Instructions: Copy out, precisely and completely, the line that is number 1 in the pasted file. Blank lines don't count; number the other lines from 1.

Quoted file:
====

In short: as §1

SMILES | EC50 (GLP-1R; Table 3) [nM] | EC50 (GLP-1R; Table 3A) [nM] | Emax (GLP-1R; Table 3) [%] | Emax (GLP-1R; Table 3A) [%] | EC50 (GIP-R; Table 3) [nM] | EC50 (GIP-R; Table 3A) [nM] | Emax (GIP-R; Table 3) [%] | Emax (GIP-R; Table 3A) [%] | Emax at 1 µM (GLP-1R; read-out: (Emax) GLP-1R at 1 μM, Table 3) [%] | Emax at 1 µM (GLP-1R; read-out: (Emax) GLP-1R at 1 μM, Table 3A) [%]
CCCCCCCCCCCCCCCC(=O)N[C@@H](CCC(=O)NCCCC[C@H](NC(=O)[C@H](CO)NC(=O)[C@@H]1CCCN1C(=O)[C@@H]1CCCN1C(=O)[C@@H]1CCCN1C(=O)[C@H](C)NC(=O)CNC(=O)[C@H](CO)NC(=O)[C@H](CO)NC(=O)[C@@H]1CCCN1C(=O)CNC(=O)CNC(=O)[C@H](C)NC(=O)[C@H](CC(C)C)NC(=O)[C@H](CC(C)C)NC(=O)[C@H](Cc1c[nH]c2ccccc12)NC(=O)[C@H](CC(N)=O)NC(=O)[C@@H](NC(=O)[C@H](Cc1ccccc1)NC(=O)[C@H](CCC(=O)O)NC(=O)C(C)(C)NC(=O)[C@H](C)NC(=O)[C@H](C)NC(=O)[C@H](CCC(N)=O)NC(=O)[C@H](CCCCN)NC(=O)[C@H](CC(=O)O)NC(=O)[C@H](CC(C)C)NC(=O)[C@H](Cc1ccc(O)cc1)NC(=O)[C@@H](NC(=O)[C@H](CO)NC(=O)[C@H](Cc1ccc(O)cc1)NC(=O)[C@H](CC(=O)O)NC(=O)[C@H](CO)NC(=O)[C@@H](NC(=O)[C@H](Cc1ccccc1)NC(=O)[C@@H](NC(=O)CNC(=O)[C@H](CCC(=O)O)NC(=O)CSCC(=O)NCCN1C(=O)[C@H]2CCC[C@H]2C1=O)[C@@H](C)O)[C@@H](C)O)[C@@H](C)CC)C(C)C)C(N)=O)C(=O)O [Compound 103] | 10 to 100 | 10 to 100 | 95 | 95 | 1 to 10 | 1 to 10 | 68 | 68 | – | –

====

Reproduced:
In short: as §1